Benjamin Coy


Bone Drones

April 23, 2013 at 9:25 pm

UPDATE: Bone Drones has been replaced with the customizable tuningDRONES web app!

I created these audio files as a part of my dissertation, and over time I hope to publish more elements of that work as I get them repackaged properly. Each drone pitch consists of the fundamental combined with fifteen carefully balanced overtones designed to blend with an acoustic trombone or other brass instrument. When using them, beats are immediately audible just as when playing with another musician. In addition to the twelve single pitches, I have also included a series of untempered fifths and one of equal tempered thirds.

How does one use drones most effectively?

  • Find a set of speakers. The goal is not to compare your pitch with the drone’s, but to hear the beats and overtones of the composite sound as they interact. For that, you need to give the sound waves space to get to know each other before they reach your ears. Headphones simply will not provide the space required to get the desired effect.
  • Play tonal music. Drones will not help you learn equal-tempered chromatic scales, but rather help you find the best untempered intervals. I find scales and scalar patterns (like Clarke trumpet studies) to be ideal for learning the pitch relationships in each key.
  • Play slowly. Give yourself time to hear and correct the intonation of each interval. There is value in eventually speeding up an exercise and only verifying the accuracy of certain signpost notes, but only after each pitch has already been worked out and is consistently in tune at a slow tempo.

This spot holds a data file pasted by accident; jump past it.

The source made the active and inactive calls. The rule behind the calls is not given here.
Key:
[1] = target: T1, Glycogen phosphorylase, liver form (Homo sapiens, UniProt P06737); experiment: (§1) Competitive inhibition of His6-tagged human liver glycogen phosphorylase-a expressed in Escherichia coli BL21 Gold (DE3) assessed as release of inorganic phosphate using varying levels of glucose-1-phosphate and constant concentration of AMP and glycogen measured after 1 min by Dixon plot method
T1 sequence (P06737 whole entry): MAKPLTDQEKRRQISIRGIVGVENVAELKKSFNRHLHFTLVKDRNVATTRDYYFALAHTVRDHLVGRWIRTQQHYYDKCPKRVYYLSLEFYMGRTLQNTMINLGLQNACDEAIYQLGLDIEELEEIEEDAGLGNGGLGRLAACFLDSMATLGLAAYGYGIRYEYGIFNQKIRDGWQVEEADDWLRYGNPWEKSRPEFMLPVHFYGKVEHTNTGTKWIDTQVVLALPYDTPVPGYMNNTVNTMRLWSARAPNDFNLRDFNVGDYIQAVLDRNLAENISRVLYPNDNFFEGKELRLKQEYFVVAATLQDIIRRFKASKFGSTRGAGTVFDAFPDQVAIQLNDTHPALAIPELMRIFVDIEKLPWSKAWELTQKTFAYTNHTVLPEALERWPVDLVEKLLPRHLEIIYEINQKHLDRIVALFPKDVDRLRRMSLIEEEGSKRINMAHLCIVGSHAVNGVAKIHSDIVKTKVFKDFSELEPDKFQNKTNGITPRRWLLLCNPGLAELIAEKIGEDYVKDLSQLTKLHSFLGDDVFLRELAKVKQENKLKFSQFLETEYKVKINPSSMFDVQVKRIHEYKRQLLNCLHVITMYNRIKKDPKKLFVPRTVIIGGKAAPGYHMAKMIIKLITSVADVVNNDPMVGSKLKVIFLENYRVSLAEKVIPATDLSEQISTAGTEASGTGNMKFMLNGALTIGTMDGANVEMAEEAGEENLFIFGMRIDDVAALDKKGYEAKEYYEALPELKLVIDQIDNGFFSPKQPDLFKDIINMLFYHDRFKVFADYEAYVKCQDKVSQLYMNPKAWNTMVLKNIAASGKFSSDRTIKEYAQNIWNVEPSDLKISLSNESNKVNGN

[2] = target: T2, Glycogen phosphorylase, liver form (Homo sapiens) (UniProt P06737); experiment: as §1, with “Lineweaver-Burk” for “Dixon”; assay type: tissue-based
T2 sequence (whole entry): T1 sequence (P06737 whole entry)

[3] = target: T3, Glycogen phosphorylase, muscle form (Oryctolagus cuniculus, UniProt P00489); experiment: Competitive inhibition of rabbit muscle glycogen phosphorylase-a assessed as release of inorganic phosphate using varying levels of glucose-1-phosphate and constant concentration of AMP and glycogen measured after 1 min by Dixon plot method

• Play long tones. You might be surprised at how different your pitch and timbre can be after holding a note for 20 or 30 seconds. A drone will highlight both of these issues for you.
  • Try using the drone on the dominant or other scale degrees besides the tonic. Learning to hear and trust these relationships will give you the confidence to tune to whatever is happening in an ensemble

I think it’s also important to discuss why one would use a drone rather than a tuner. Electronic tuners are useful tools – I use the tuner app on my phone regularly. However, tuners do have limitations, and it’s vital to know what those are.

First, and probably foremost, typical electronic tuners only understand equal temperament. This may be changing with the growing ubiquity of software tuners on phones and handheld devices, but for now, very few tuners adjust for untempered tonal music. This is a larger topic for another time, but in short, that means the tuner is guaranteed (actually designed) to be out of tune for 11 of its 12 chromatic pitches.

Also, tuners provide visual feedback in an aural environment. When playing in an ensemble, you need to be able to match the intonation levels you hear around you. Adjusting in your practice room to something you see does not develop your aural acuity for real-life scenarios. More dangerous yet, taking a tuner on stage with you tempts you to focus on what you see rather than what you hear, when the intonation level of the ensemble might drift away from the tuner’s calibration.

Drone recordings avoid all these issues. They provide an audible stimulus similar to another musician and promote untempered tonal relationships. At the same time, their invariability requires accuracy and consistency. On a deeper level, the constant presence of another note trains the mind to habitually think in a framework of sound relationships; no pitch exists in a vacuum but is always part of a larger structure of intervals. This perspective helps build the ensemble awareness necessary to predict where notes will fall even before the applicable chord has sounded.

Share on FacebookTweet about this on TwitterShare on Google+Share on LinkedInEmail this to someone